TOPEKA — Gov. Sam Brownback fully backs the aggressive tax-cutting plan that has emerged after months of debate, and he said the state can afford it – though it may force the state to hold down costs.
“I think we can do it,” he said. “I think we’re going to have to continue to be aggressive on holding our costs down.”
The plan negotiated by lawmakers last week would phase out nonwage income taxes on businesses large and small, reduce individual income tax rates and give money to local governments for property tax relief.
House and Senate negotiators are expected to sign off on the plan this week, sending it to the Senate for a vote, most likely within two weeks.
A precise price tag isn’t available yet. But the plan appears poised to cost more than $500 million a year when it is in full effect. The Department of Revenue has forecast enough growth in revenue to afford that level of tax cuts.
If the state has an unexpectedly tough year, Brownback said, he’d look to further control costs, a move that would come after several years of belt-tightening that has included an early retirement program, consolidation of computer systems and reductions in state services.
“I don’t think we have done that well enough,” he said of controlling costs. “I think we’re getting there.”
Kansas hasn’t seen the growth Brownback would like. He said tax cuts would help.
“This gets us on a path to growth,” he said. “You get growth taking place, those numbers will improve. You get decline taking place, those numbers are going to be in trouble.”
Democrats have suggested trouble is the more likely scenario. They’re skeptical about the Department of Revenue’s projections and they note that the estimated impact of the tax cuts doesn’t consider how many businesses may reorganize to avoid paying taxes.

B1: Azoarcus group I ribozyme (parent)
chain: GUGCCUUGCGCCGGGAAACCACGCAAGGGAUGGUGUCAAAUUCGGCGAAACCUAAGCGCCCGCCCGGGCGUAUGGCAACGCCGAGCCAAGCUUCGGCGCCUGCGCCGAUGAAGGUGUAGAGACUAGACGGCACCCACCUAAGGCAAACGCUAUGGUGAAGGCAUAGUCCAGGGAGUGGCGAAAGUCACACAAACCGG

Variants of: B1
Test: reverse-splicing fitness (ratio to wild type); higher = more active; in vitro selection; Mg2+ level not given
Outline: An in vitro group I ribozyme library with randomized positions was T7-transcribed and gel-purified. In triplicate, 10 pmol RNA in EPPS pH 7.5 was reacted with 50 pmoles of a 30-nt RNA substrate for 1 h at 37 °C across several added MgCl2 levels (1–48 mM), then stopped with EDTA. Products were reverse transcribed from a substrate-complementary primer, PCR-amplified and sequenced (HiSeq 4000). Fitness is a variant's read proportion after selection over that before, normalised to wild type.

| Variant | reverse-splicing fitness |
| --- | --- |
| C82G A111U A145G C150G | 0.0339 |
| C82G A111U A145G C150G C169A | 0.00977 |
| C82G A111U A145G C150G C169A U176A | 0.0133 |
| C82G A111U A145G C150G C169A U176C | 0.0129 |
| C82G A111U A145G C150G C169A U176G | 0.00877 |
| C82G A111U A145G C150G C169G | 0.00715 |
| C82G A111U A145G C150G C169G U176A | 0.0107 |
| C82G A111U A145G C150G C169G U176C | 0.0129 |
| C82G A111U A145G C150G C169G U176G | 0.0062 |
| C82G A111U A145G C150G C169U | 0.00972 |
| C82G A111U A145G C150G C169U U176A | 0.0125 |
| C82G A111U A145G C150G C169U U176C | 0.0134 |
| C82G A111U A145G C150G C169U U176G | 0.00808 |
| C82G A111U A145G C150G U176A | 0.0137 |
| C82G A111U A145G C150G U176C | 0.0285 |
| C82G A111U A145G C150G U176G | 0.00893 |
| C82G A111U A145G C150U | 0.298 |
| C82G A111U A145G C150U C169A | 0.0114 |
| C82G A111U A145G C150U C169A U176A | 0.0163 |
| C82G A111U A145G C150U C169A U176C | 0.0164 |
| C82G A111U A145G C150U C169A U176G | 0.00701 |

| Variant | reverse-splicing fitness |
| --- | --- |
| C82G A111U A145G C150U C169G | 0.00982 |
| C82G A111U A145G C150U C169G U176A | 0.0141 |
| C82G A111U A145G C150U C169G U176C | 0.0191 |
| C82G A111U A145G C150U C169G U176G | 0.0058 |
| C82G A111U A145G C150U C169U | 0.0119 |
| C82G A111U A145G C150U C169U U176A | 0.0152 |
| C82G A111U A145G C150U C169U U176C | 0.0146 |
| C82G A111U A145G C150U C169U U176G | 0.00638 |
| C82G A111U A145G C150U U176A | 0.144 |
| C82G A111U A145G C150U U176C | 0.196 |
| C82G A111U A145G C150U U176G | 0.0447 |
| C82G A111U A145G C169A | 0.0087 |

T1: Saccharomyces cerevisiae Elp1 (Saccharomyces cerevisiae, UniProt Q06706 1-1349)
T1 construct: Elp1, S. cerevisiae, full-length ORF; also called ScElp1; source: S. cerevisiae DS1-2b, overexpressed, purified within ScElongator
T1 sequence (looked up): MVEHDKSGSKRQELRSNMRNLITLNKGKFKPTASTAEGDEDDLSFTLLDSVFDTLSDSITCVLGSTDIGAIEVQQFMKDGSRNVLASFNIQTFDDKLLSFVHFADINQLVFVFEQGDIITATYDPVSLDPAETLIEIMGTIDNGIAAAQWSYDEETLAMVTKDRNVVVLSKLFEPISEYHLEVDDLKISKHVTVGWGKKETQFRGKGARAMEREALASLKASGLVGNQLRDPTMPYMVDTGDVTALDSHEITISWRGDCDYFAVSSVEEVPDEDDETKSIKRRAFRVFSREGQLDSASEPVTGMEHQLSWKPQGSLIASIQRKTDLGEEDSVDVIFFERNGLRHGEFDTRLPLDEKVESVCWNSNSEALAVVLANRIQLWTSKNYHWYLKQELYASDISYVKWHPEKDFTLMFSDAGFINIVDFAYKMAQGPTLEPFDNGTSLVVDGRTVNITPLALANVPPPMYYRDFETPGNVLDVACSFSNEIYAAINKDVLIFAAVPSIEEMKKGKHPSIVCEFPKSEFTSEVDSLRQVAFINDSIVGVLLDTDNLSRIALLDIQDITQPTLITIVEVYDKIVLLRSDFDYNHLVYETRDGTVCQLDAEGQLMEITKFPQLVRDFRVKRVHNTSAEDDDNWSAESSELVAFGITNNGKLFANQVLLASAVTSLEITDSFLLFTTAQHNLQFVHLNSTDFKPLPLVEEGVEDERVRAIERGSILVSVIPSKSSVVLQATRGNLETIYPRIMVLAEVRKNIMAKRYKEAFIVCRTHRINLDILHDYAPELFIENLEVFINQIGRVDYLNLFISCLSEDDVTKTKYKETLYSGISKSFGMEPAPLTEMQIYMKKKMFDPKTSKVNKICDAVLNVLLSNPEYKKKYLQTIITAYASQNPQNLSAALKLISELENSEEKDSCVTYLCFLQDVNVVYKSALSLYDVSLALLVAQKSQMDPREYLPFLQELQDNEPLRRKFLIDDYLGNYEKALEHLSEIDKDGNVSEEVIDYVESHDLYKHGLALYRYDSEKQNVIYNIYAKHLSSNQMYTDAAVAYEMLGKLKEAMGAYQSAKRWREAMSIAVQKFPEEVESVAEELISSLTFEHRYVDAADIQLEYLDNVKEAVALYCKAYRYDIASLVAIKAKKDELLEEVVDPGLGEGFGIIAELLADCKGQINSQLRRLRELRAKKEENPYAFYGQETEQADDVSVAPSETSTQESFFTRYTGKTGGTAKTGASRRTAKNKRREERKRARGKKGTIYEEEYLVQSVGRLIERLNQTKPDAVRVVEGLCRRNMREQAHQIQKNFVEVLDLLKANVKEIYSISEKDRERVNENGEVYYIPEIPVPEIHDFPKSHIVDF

House Minority Leader Paul Davis, D-Lawrence, said Democrats estimate annual shortfalls in the $450 million to $600 million range.
“The major concern I have about the tax plan is I think it eviscerates our ability to restore cuts to public schools,” he said. “What the leadership of the tax committees elected to do is to really spend our entire surplus and perhaps more on the income tax reduction and really leave our schools in the dust.”
Sen. Tom Holland, D-Baldwin City, is serving on a House-Senate conference committee that has agreed in principle to the deal. He said the two Democrats on the six-member committee won’t vote for it, triggering what is called an "agree to disagree," that will then allow the four Republican members to vote it through and send it back to both chambers for a final floor vote.
Democrat leaders say the plan is heavily weighted toward the state’s richest taxpayers.
"It’s shifting basically, the burden from the wealthy and the businesses in the state to our middle class, particularly our working poor,” Holland said.
Senate President Steve Morris, R-Hugoton, said it’s too early to know whether the Senate would support the wide-ranging tax bill because precise analysis of it is not yet available.
He said lawmakers need to look at the likelihood for increased expenses in the state’s pension system, Medicaid and other programs while also considering funding for education.
“In my view, we need to look at what the long-term outlook is if those things are passed,” he said.